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Shaped by History “ Africa”. Hunter-Gatherers.

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hunter gatherers
Hunter-Gatherers
  • The earliest humans probably survived by gathering wild fruits, nuts, and roots. These hunter-gatherers also hunted animals for meat and clothing. They made tools out of wood, animal bones, and then stone. The first use of stone tools marks the beginning of a period scientists call the Stone Age.
farming and herding
Farming and Herding
  • Critical Thinking  Would it be more difficult being a farmer, or a hunter-gatherer? Why do you think a hunter-gatherer would choose to become a farmer?
farming and herding1
Farming and Herding
  • When hunter-gatherers began to farm and to herd animals, they probably planted wild grains such as wheat, barley, sorghum, and millet. At first, gatherers just protected the areas where these grains grew best. Then, they began to save some seed to plant for the next year's crop.
  • Later, people began to domesticate plants, or adapt them for their own use. People also domesticated animals by taming them and developing ways to use them.
  • Domesticating plants and animals meant people could plant their own crops. They did not have to travel to places where grains were already growing. As a result, they could settle in a certain place, usually where the land was fertile, or productive. Some communities produced a food surplus, or more than they needed. Surpluses allowed some people in the community to do work other than farming.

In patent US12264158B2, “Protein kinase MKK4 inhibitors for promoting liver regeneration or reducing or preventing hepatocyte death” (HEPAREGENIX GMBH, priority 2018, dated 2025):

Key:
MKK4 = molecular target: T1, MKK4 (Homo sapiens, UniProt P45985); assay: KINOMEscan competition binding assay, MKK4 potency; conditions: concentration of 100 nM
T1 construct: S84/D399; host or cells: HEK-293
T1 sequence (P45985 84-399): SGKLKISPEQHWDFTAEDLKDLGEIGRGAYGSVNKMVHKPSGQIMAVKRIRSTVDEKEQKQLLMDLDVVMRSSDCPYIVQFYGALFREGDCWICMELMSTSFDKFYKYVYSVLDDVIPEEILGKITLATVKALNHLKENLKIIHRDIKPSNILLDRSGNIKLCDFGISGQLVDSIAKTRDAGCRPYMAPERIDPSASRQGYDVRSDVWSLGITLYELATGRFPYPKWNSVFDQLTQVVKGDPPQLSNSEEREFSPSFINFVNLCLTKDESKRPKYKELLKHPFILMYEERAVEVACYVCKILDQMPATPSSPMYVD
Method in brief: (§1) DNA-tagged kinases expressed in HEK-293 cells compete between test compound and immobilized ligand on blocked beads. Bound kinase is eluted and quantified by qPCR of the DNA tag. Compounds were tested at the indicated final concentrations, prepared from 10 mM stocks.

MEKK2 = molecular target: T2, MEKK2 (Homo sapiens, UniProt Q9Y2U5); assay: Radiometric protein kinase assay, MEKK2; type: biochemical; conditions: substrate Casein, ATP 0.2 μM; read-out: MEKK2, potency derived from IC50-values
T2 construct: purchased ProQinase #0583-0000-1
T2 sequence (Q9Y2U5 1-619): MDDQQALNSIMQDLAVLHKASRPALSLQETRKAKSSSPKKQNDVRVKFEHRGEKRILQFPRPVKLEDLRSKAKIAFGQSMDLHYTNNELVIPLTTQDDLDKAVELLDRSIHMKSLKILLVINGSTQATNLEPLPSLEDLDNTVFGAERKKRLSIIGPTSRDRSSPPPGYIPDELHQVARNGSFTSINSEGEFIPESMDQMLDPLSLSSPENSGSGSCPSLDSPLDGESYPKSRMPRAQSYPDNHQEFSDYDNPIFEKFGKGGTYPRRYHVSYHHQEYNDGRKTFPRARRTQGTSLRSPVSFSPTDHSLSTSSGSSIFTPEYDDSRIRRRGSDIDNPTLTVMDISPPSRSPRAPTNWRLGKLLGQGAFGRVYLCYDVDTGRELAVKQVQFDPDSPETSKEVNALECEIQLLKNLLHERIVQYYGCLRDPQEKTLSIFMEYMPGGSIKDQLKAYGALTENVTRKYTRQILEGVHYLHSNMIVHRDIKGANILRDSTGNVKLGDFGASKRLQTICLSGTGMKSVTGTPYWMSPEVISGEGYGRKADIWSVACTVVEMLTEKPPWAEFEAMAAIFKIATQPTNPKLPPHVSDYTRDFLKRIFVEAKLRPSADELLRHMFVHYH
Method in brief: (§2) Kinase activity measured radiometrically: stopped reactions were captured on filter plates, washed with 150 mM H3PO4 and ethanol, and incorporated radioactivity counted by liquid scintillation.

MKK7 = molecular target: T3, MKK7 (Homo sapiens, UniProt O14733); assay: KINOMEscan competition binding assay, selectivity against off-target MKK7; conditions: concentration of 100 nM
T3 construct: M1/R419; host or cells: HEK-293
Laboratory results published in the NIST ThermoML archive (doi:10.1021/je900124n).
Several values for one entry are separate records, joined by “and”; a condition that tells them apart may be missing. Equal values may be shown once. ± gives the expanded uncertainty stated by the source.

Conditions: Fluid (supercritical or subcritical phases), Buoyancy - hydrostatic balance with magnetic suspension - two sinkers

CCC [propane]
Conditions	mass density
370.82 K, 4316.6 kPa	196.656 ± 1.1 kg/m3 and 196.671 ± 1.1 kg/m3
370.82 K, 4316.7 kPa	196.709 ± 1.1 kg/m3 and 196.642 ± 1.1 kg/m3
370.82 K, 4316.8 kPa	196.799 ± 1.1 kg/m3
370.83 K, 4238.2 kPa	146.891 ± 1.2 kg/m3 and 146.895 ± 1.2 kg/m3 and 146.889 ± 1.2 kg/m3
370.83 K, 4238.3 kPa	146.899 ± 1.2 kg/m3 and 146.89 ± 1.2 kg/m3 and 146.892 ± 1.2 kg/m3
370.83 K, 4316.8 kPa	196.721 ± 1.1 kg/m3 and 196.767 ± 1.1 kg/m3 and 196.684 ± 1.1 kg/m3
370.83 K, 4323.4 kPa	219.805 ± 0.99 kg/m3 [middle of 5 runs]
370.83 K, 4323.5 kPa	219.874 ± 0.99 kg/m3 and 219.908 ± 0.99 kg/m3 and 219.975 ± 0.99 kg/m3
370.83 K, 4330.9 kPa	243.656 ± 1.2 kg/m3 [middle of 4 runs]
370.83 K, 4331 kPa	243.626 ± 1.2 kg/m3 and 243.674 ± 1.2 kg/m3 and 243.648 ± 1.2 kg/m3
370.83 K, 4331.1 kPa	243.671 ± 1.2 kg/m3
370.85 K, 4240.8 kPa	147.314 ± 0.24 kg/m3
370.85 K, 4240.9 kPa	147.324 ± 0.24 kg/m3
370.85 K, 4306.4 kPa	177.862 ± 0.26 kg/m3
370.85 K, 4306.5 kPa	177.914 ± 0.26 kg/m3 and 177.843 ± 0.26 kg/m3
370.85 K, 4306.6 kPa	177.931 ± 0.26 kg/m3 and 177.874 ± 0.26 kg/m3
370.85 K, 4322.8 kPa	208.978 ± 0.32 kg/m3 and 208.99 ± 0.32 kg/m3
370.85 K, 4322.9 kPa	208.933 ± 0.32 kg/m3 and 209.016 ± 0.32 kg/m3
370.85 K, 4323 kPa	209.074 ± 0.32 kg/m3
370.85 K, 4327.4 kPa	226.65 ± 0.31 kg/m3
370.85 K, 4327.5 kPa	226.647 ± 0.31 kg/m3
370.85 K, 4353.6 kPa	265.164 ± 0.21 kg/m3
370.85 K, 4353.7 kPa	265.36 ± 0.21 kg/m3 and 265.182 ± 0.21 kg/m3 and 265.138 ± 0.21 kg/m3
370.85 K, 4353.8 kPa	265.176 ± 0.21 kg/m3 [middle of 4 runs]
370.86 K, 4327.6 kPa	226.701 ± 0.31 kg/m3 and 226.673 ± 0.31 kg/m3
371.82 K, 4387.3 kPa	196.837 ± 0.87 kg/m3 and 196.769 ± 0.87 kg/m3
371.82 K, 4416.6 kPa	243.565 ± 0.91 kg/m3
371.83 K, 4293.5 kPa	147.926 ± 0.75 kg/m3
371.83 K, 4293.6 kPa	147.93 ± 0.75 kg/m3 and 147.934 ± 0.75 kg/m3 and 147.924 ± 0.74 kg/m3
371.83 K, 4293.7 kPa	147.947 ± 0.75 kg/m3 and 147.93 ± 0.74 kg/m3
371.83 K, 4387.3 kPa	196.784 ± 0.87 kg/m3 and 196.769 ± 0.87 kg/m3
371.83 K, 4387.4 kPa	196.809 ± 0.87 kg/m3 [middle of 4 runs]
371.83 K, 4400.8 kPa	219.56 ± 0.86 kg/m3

civilizations on the nile
Civilizations on the Nile
  • A civilization is a society with cities, a government, and social classes. Social classes form when people do a variety of jobs. Civilizations also have architecture, writing, and art. One civilization arose on the Nile River about 5,000 years ago.
egypt
Egypt
  • Each summer, the Nile River flooded its banks. It left a layer of fertile silt that was ideal for farming. People began farming along the banks of the Nile by around 4000 b.c. They settled in scattered villages. Over the centuries, these villages grew into the civilization of ancient Egypt.
  • Ancient Egypt was ruled by kings and queens called pharaohs (FAY rohz). The people believed the pharaohs were gods as well as kings. When some pharaohs died, they were buried in pyramids. People painted murals and picture-writings called hieroglyphics (hyur oh GLIF iks) on the walls in these pyramids.
  •   Egyptian civilization included more than just the pyramids. The Egyptians were advanced in paper-making, architecture, medicine, and mathematics.
nubia
Nubia